Sarah Wagner’s project “The Gift of Death: Violent Conflict and the Obligations of Care” was funded by the Wenner-Gren Foundation.
Bernard Wood, the University Professor of Human Origins, has been asked by Princeton University Press to edit the Princeton Guide to Human Evolution.
Recent Anthropology Graduate Student Research Grants: Anthropology doctoral student Raquel Machaqueiro won a grant from the Portuguese Science and Technology Foundation, which is part of the Ministry of Science, Technology and Upper Education. NSF grants were awarded to Sarah Richardson for her dissertation project “Factors influencing the validity of documentary evidence in post-conflict contexts” and to Gorkem Aydemir Kundakci for her project titled “Forced migration, displacement, and community in contested borderlands.”
Recent Human Paleobiology Graduate Student Research Grants: The Leakey Foundation has awarded several grants to human paleobiology PhD students: Laurence Dumouchel for “The environments of the earliest obligate biped, Australopithecus anamensis,” Kate McGrath for “Understanding stress-related enamel defects in wild mountain gorillas,” Kelly Ostrofsky for “Comparison of vertical climbing and suspension in wild African apes,” Katie Ranhorn for “New approaches to the archaeology of modern human origins,” and Kaitlin Wellens for “Maternal effects on juvenile chimpanzee social behavior and physiological stress.” The NSF also made dissertation grants to Cassandra Turcotte and Kate McGrath.
Transnational Seminar in Globally Shared Heritage: In 2017, two of the department’s associate professors, David Braun and Stephen Lubkemann, along with Anthropology PhD candidate Raquel Machaqueiro, are leading an effort to use virtual technology to create new opportunities for GW students and faculty to collaborate with counterparts in Africa and the Caribbean. This spring, they launched a “transnational seminar” in which an interdisciplinary team of over 15 GW faculty and Smithsonian curators, together with lecturers from South Africa and Mozambique, are helping undergraduates and master’s students analyze the political questions and practical challenges involved in defining and managing “heritage.”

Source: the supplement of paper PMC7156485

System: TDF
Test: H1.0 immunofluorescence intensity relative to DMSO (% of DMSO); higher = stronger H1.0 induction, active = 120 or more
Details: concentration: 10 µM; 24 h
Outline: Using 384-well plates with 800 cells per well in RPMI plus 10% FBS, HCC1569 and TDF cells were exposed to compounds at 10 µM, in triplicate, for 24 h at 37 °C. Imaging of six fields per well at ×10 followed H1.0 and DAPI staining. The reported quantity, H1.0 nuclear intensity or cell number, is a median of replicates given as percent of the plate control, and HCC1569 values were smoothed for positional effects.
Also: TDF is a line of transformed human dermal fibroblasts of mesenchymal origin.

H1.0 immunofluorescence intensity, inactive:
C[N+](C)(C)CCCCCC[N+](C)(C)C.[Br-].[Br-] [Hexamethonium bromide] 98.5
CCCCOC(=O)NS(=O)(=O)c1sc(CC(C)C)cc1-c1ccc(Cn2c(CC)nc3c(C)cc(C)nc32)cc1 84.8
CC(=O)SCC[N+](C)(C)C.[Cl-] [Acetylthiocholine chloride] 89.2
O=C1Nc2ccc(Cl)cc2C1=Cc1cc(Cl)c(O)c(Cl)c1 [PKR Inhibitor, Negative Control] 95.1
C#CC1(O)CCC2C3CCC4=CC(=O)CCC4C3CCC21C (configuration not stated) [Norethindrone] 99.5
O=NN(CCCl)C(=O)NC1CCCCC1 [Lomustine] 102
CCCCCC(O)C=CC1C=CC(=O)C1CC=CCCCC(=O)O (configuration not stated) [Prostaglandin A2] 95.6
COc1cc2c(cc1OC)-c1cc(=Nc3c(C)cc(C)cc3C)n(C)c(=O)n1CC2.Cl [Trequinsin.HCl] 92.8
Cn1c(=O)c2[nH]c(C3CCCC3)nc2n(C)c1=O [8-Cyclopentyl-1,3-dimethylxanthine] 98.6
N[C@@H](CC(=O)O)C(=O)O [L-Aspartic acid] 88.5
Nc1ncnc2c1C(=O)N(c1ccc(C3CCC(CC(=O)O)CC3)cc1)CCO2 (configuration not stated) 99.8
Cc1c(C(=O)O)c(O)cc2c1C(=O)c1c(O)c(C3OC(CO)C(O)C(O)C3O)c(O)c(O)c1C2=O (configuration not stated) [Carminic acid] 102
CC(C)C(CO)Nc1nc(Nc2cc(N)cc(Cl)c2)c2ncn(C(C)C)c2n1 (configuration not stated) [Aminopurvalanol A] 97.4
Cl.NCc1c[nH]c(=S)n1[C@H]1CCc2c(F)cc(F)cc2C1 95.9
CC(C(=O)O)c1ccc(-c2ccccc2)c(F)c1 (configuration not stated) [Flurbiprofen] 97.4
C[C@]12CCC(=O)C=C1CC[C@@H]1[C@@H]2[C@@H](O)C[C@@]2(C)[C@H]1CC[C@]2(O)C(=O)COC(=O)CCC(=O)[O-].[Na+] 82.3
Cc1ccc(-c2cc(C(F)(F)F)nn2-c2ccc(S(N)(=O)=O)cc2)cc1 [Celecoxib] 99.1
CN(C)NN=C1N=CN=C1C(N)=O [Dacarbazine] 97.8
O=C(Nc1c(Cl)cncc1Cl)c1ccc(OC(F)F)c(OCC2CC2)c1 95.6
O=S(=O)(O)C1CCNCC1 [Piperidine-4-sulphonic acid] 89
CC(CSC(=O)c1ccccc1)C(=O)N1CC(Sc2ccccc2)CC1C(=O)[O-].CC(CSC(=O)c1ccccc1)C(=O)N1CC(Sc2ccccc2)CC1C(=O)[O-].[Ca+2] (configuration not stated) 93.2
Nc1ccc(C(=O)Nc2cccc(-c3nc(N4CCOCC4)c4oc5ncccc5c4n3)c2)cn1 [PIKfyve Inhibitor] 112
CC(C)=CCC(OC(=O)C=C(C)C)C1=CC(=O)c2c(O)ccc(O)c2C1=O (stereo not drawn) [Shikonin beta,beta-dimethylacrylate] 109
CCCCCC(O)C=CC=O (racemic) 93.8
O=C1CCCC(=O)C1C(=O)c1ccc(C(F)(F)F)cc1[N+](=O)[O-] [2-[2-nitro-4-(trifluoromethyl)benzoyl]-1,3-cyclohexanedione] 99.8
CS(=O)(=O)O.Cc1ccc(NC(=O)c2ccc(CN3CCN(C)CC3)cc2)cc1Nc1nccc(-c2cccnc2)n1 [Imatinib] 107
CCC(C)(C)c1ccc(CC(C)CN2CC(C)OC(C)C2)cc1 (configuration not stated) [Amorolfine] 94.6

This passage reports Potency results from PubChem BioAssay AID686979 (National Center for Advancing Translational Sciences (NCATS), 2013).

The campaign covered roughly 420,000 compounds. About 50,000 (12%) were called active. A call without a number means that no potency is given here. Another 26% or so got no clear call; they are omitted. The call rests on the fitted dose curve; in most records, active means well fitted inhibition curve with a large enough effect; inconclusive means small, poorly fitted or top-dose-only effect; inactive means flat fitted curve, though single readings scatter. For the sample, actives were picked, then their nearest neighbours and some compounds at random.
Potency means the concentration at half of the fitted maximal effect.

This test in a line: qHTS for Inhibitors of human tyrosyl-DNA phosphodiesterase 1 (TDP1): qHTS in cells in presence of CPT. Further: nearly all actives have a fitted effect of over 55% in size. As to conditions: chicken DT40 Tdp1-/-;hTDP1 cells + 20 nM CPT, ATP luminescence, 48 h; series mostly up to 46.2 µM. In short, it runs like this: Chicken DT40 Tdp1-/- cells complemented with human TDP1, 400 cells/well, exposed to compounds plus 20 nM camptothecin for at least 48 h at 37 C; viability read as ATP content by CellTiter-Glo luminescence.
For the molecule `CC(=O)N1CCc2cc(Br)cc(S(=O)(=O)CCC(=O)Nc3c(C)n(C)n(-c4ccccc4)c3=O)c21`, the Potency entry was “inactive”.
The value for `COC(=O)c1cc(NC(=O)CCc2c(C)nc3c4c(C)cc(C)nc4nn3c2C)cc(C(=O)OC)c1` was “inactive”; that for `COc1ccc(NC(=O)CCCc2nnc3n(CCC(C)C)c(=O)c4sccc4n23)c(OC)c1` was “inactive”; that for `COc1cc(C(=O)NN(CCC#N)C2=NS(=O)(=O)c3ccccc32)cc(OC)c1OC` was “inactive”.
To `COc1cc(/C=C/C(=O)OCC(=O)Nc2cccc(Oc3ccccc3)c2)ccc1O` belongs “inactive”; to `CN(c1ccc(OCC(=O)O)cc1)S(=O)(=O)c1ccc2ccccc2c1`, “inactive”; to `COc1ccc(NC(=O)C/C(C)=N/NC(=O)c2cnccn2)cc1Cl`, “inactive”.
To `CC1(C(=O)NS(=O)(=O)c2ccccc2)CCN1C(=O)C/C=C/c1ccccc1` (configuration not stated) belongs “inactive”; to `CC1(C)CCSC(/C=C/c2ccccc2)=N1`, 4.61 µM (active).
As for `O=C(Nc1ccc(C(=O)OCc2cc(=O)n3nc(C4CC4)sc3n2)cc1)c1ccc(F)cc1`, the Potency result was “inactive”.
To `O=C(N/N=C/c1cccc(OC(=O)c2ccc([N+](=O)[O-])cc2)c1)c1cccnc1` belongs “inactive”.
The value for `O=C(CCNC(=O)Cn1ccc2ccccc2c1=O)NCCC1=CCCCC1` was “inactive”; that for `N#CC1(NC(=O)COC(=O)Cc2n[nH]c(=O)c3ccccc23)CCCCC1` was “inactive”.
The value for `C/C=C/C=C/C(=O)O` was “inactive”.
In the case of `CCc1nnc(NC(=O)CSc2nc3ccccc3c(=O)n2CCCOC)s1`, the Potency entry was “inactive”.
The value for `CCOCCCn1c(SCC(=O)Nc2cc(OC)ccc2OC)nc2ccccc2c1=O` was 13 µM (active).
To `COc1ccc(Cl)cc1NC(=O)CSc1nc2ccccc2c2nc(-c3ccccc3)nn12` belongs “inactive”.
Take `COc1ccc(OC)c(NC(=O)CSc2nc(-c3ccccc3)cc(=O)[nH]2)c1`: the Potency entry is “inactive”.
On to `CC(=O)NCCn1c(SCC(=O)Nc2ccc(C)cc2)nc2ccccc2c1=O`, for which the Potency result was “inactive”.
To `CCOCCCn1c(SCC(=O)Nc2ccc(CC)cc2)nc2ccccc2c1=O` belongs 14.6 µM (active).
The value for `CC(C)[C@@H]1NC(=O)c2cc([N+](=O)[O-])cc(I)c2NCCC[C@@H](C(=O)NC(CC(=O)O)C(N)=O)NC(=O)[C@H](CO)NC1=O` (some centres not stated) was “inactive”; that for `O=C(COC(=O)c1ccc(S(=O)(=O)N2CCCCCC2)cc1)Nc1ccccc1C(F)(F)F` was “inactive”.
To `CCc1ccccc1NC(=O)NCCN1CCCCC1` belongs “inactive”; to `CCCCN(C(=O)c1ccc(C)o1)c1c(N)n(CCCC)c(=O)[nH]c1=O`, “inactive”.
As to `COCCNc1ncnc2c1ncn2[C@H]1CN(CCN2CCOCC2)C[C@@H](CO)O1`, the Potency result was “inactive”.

The next issue of Anthropology News will have an “Ethnographer as Activist" feature that focuses on the topic of the anthropologist moving in, through and across activist spaces as both ethnographer and advocate. Among the authors will be GW Anthropology Department members Hugh Gusterson (faculty), Chloe Ahmann (PhD student), Emma Backe (MA student), Haley Bryant (MA ’15) and Scott Ross (PhD student).
Thanks to an endowment from the late Jane B. Hart, BA ’70, we sponsor a Jane B. Hart Distinguished Lecture. This year’s speaker was Dr. Kristen Hawkes of the University of Utah. She spoke on March 22, 2017 on “The Grandmother Hypothesis and Human Evolution.” Her talk discussed the importance in human evolution of older family members supporting their younger kin. Alumni and friends of GW Anthropology are always invited to join us for future lectures.
Journey to the Origins of Humankind: Faculty in our department’s Center for the Advanced Study of Human Paleobiology, in collaboration with the National Museums of Kenya, have developed a unique tour, available by request, to allow select visitors to access a once-in-a-lifetime insight into human origins by touring sites and collections in Kenya. We have partnered with Abercrombie and Kent to develop a truly exclusive perspective on human origins. If you would like to extend or shorten any particular component of this tour, this can be arranged. Please contact us at [email protected].
Luisa Abott, BA ’77, retired from the U.S. Foreign Service in 2007 and lives in Williamsburg, Va.
Cathy Andberg, BA ’73, recently retired after a career in occupational therapy in Duluth, Minn. She now spends her time on National Ski Patrol, outdoor adventures, travel in the U.S. and visiting family in the Twin Cities, Minn.
Gary P. Aronsen, MA ’96, directs the Yale University Biological Anthropology Labs and studies primate ecology and comparative osteology. He has a 2016 paper on a DNA recovery from human bone, and one in press documenting chimpanzee skeletons at Yale Peabody Museum.
Melissa Aszkler, BS ’11, MA ’13, works for an international health services company performing customer research. She recently moved back to D.C. and is enjoying reconnecting with the GW community.
Mackenzie Becker, BA ’14, after graduating from Howard Law this spring, will begin work as an Equal Justice Works fellow on a project to develop culturally competent legal representation for LGBT youth in foster care at the Children's Law Center in Washington, D.C.
Daniel Bernier, BA ’87, is an attorney in Waterville, Maine, where he lives with his wife and children.
Rujuta Bhatt, BA ’06, is a pediatric neurologist and faculty member at UCLA focusing on behavioral neurology and doing clinical work and research.
Rebecca Biermann, BA ’13, MA ’14, is currently working towards her PhD in biological anthropology with a focus on paleoanthropology at the University at Buffalo. She is also a teaching assistant, a Presidential Fellow and works part time doing archaeology.
Peter Blood, BA ’75, received his MA from the Delhi School of Economics in India in 1980 and worked as an Asia analyst and congressional relations specialist at the Library of Congress, from which he recently retired. He has lectured at Navajo Community College.